If you want more independence than a care home offers, you have two alternatives: sheltered housing and extra care housing, also called assisted living.
Both these options offer less support than a traditional care home and more independence for the residents.
Sheltered housing is for those who can still live independently but want the comfort of knowing emergency help is there if they need it.
Extra care housing is perfect for those who want help with household chores and personal care but still want a degree of independence.
In this article, we’ll explain more about extra care housing, what services you’ll get and who it’s ideal for.
More independence than a Care home
In a traditional care home, you get very close support round the clock and your level of independence is severely diminished.
This is essential for people who require a high level of care such as bedridden persons or seniors with dementia.
But if you can still move around, even if it is with the help of a mobility aid, and do most things for yourself you might not appreciate the restrictions of a care home.
Extra care housing might just be the right option for you.
It’s usually arranged in form of a community with bungalows or self-contained flats that you can buy or rent.
You can even move in with your partner.
Care staff is available 24/7 to help with chores like laundry, cleaning and washing dishes. They can also help with some personal care.
The houses are equipped with things like handrails and wheelchair access to make you stay safe and enjoyable. There are communal areas such as a dining room, TV room and fitness centres where you can socialise with other residents.
There are also emergency alarms in case of any problem, medical or otherwise.
Who is it for?
- Seniors who require a higher level of care than usual but still want to retain some independence.
- Seniors who do not want to live in a care home or want to delay going into one for as long as possible.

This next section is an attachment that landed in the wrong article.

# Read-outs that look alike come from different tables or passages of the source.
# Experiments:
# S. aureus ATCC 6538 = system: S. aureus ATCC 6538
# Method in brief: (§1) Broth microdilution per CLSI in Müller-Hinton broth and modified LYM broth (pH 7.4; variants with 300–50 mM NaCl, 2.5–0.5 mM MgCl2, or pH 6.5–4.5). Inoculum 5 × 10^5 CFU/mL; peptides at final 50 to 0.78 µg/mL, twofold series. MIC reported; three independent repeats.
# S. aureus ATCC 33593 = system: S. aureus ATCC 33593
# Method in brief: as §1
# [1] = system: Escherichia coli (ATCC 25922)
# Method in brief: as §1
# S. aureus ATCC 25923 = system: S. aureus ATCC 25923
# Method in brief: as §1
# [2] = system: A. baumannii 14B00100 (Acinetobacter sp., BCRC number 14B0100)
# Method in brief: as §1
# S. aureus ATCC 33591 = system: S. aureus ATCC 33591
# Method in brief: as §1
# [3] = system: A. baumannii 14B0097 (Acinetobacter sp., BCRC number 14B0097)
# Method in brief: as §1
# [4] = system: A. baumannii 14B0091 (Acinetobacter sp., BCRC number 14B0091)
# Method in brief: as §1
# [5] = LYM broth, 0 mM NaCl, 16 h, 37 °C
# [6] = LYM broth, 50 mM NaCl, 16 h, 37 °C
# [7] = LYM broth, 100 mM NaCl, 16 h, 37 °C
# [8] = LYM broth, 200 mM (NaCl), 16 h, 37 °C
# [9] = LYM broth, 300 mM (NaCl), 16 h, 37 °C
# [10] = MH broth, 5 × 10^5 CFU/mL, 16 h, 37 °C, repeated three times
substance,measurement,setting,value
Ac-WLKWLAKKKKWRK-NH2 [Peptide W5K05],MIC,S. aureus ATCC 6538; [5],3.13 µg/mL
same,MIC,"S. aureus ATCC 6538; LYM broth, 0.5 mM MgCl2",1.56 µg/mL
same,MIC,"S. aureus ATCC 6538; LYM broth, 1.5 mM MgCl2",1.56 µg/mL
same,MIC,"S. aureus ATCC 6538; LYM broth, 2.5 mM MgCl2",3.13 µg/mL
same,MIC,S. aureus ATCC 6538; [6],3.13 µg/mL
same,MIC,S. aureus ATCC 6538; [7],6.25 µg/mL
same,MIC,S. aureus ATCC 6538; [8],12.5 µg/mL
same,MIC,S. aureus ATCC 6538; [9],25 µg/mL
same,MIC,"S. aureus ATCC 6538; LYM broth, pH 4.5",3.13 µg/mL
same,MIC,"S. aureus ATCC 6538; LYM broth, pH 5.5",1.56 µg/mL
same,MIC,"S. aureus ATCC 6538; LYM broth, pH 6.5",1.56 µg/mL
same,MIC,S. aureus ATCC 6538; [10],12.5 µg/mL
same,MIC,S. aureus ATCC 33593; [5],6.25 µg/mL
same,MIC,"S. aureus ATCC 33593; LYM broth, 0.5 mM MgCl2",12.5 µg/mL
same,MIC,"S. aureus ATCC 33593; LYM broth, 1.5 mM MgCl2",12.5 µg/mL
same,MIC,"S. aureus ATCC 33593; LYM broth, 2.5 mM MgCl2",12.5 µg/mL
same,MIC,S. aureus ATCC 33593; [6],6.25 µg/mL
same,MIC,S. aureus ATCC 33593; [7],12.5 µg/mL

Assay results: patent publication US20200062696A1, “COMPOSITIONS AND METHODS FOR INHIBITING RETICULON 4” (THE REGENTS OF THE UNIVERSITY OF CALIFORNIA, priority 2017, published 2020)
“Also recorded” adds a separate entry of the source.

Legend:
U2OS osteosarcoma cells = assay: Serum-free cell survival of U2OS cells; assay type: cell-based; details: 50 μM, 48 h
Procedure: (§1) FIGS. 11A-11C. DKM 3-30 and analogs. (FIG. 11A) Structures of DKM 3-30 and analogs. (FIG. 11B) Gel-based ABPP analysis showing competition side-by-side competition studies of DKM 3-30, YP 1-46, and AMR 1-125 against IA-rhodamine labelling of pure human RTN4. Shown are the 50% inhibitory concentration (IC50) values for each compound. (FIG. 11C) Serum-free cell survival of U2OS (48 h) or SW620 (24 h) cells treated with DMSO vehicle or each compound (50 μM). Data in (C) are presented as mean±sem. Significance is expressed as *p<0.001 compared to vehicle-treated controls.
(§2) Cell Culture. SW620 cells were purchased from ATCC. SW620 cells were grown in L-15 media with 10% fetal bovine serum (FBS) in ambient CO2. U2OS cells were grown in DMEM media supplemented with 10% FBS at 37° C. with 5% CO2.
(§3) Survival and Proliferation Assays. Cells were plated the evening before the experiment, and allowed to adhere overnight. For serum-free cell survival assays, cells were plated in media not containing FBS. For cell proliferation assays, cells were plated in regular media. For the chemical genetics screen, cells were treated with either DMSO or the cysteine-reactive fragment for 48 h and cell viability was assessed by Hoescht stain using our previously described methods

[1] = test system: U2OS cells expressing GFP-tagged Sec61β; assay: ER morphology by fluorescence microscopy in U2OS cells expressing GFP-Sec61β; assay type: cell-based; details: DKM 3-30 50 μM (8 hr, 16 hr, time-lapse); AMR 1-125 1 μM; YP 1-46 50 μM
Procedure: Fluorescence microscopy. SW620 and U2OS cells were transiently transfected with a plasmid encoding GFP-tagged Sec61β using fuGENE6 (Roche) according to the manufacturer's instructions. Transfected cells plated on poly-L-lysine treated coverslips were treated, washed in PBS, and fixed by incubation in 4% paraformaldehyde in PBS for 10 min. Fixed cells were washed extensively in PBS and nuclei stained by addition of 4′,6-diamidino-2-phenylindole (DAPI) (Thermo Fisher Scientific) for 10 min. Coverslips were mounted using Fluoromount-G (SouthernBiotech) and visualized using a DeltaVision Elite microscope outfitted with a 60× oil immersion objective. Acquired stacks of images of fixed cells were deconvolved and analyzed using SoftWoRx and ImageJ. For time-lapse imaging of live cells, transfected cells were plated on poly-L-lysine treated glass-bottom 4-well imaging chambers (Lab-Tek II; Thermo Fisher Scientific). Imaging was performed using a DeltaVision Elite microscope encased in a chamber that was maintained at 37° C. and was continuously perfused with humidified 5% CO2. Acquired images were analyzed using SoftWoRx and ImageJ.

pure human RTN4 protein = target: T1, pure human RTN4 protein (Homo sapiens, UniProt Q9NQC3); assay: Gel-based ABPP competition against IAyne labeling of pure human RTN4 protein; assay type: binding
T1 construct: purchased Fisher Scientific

- Seniors who want a comfortable and personal space where they can socialize with other people.
- Couples who want to keep living together as they age. Most facilities will easily accommodate your different care needs.
Note that even if you’d prefer extra care housing, you may not be eligible for one.
Different facilities use varying criteria to admit members. They may require that you be of a certain age and might also assess your medical and personal care needs.
So check with the facility before you proceed.
Also note that extra care housing can be pricey and unlike care homes, you may not have access to financial help if your income or capital cannot cover the service costs.
Make sure the facility is within your budget.
Generally, extra care housing ran by local councils or housing associations is cheaper than that of a private provider.
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Benefits of Extra Care Housing
- You get to retain most of your independence with the reassurance that help is always available if you need it.
- The houses in extra care housing are usually smaller and more manageable. This is great for seniors who are currently living alone and find it hard to maintain their homes.
- Help with common chores.
- You get to retain a sense of privacy while still having neighbours.
- Plenty of opportunities to socialise and make friends. Extra care housing facilities have communal areas where residents can interact.
- Houses are adapted for easy and safe living. Most facilities will also customise your home to your specific needs.
Downsides of Extra Care Housing
- They are often expensive. In addition to the basic fees, there may also be extra service costs for maintenance, security and access to communal areas.
- You may have to wait quite a while to get into one. Facilities ran by local councils and housing associations often have long waiting lists.
- They do not provide intensive care and support. If you require a higher level of care, you may have to move to a care home.
How to apply for Extra Care Housing
Contact your local council or housing association to inquire about extra care housing. They will tell you about availability, costs and eligibility criteria.
You can also look for a private provider in your area. The waiting list will be shorter, or non-existent, but costs will be higher.